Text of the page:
Pregnancy comes with a lot of demands. For Cynthia, these demands met her unprepared. In the 7th month of her pregnancy, she started experiencing lightheadedness and severe fatigue. At the next hospital visit, the doctor calmly encouraged her to increase the calcium in her diet.
How important is this mineral in pregnancy?
In addition to promoting your baby’s growth, it also maintains your own bones and keeps you in good shape all through this journey.
In this post, we’d walk you through five exciting reasons why you should take enough of this essential mineral as a mum-to-be.
We’ll discuss how.
1. Calcium Strengthens Your Baby’s Developing Bones & Teeth.
This essential nutrient helps your baby grow strong bones before birth. Strong bones are crucial for survival outside the womb and we all know that a cute baby smile is incomplete without some of those white teeth.
If you don’t take enough calcium during pregnancy, you’d deprive your baby of what he/she really needs.
2. Calcium Protects You From Bone Related Problems
Inadequate intake of this nutrient during pregnancy exposes a woman to the risk of certain bone related diseases later in life
A classic example is Osteoporosis, which is the reduction in bone size and presence of soft bones as a result of calcium deficiency. This condition arises because inadequate calcium consumption during pregnancy will result in a further depletion of the mother’s reserves (in her bones) to meet the baby’s requirements.
Low levels of calcium in the bones will result in brittle bones.
3. Calcium Reduces The Risk Of Preeclampsia.
In plain terms, preeclampsia is the increase in blood pressure that occurs during pregnancy.
Reduced calcium intake during pregnancy may stimulate certain hormonal systems which alter blood pressure and lead to preeclampsia.
Studies show that pregnant women can reduce the risk of preeclampsia by consuming extra 1000mg of calcium per day. This is a safe and relatively cheap way of reducing the risk of preeclampsia in pregnancy.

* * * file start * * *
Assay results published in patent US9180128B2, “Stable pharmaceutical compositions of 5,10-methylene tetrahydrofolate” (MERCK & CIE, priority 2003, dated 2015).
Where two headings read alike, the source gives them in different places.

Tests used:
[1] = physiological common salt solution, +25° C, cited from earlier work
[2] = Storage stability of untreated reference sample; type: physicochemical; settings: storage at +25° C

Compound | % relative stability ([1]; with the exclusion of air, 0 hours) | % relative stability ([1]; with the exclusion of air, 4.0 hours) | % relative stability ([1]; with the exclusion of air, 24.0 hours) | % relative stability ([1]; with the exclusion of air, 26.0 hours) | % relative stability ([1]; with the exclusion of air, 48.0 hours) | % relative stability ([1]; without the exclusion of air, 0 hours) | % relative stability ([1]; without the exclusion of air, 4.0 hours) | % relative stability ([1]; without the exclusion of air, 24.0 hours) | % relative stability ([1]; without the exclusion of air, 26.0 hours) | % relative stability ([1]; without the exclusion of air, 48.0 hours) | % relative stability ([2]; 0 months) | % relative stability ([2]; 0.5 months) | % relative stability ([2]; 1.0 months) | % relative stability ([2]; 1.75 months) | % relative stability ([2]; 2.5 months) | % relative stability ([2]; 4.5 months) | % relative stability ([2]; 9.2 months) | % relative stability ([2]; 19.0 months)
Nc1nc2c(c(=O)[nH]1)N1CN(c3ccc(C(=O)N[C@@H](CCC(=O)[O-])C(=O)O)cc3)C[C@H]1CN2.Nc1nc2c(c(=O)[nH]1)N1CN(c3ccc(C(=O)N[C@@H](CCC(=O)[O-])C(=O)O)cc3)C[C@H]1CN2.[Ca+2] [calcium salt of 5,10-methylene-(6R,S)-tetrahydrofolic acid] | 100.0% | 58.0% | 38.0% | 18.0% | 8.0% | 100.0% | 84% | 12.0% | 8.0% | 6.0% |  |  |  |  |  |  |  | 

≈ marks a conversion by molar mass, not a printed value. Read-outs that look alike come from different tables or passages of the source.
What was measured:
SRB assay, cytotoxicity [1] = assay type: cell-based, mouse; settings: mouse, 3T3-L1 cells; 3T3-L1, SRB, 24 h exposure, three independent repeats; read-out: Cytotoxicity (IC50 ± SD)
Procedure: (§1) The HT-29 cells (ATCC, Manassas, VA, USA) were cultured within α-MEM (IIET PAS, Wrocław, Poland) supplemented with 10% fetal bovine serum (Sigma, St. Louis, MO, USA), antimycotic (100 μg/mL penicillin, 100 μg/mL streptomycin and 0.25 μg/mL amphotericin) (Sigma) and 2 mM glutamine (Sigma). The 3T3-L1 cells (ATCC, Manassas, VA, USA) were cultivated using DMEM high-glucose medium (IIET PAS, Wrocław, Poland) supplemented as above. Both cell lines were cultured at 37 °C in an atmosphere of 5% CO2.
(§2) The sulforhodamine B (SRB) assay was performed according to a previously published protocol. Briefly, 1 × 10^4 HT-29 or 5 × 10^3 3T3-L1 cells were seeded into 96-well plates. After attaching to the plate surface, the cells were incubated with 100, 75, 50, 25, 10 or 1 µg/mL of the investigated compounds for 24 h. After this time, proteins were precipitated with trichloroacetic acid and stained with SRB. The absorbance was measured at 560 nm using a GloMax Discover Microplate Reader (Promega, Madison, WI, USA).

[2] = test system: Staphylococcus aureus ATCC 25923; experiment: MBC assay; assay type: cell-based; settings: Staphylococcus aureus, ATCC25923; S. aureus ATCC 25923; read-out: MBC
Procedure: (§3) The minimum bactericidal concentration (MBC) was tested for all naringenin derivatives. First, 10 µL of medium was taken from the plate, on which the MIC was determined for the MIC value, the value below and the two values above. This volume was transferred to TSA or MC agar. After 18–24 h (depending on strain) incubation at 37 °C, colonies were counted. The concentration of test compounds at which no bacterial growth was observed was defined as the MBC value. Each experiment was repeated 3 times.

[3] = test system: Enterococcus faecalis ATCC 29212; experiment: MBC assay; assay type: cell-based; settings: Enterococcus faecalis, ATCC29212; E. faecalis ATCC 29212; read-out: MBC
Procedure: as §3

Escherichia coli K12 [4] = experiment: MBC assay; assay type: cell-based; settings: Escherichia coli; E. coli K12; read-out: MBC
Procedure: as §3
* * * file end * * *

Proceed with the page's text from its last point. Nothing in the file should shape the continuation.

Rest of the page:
4. It Also Helps Prevent Preterm Delivery.
Calcium supplements have been shown to reduce the risk of preterm delivery to a large extent.
How does this work?
Increased levels impair the release of a certain hormone, thereby reducing smooth muscle contraction (including the womb muscles). As a result, the possibility of preterm labour and delivery is greatly reduced.
5. It Reduces The Risk Of Postpartum Haemorrhage.
Postpartum haemorrhage is one of the leading causes of maternal death in the world at large.
It is defined as the loss of blood more than 500mls during a Caesarean section and 1000mls during vaginal delivery. The first line of treatment for postpartum haemorrhage is oxytocin, and calcium is really important for this treatment to function properly.
When there is not enough calcium in the body during delivery, oxytocin may not get enough calcium to bind to, and postpartum haemorrhage occurs.
However, adequate levels in the body allow for smooth movements and effective functioning of hormones.
Get enough calcium during pregnancy, it is really important for your baby’s development and your own well-being too.
The good news is, you can get it easily through your diet or certain drug supplements prescribed by your doctor.
- Ashok Kumar and Simar Kaur (2017). Calcium: A Nutrient in Pregnancy. Accessed on 13th September, 2020 from https://www.ncbi.nlm.nih.gov/pmc/articles/PMC5561751/
- Andrea N Hacker, Ellen B Fung, and Janet C King (2012). “Role of calcium during pregnancy: maternal and fetal needs.” Nutrition Reviews. Accessed on 13th September, 2020 from https://doi.org/10.1111/j.1753-4887.2012.00491.x